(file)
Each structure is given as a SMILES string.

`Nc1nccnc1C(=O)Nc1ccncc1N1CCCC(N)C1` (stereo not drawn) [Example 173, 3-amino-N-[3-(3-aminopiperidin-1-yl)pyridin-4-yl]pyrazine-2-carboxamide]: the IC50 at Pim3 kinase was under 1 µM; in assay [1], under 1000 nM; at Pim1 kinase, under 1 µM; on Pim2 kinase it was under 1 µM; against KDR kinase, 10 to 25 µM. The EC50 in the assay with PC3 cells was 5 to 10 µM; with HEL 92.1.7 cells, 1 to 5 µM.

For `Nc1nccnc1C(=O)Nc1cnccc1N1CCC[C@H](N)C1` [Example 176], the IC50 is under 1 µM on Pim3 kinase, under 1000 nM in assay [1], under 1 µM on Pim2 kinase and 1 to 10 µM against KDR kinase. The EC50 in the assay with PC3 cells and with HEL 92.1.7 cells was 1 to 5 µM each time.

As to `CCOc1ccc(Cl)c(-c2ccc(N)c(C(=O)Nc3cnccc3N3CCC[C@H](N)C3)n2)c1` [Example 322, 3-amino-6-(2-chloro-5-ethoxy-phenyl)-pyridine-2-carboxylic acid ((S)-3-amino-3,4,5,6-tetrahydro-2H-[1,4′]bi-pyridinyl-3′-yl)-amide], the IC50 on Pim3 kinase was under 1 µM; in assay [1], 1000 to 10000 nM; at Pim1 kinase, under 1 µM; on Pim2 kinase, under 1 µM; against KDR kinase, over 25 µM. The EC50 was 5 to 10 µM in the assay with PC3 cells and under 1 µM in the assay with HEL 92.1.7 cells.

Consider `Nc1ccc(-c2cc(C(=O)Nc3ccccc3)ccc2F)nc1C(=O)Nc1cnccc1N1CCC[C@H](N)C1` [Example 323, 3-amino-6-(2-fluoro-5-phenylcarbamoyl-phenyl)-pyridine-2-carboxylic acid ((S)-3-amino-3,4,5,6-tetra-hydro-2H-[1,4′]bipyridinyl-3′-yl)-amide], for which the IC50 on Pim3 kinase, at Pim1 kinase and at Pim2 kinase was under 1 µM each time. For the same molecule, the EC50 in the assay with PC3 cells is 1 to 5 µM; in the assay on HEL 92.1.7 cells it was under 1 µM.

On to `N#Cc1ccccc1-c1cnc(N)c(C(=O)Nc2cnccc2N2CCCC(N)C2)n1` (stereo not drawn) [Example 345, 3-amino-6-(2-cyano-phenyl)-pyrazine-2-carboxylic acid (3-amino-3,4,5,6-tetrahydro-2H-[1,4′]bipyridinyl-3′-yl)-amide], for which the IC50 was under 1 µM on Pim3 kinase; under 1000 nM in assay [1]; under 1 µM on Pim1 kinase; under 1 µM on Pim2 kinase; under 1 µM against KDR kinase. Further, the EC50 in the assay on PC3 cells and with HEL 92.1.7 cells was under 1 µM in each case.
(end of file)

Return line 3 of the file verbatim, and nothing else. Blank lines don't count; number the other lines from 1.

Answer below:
For `Nc1nccnc1C(=O)Nc1cnccc1N1CCC[C@H](N)C1` [Example 176], the IC50 is under 1 µM on Pim3 kinase, under 1000 nM in assay [1], under 1 µM on Pim2 kinase and 1 to 10 µM against KDR kinase. The EC50 in the assay with PC3 cells and with HEL 92.1.7 cells was 1 to 5 µM each time.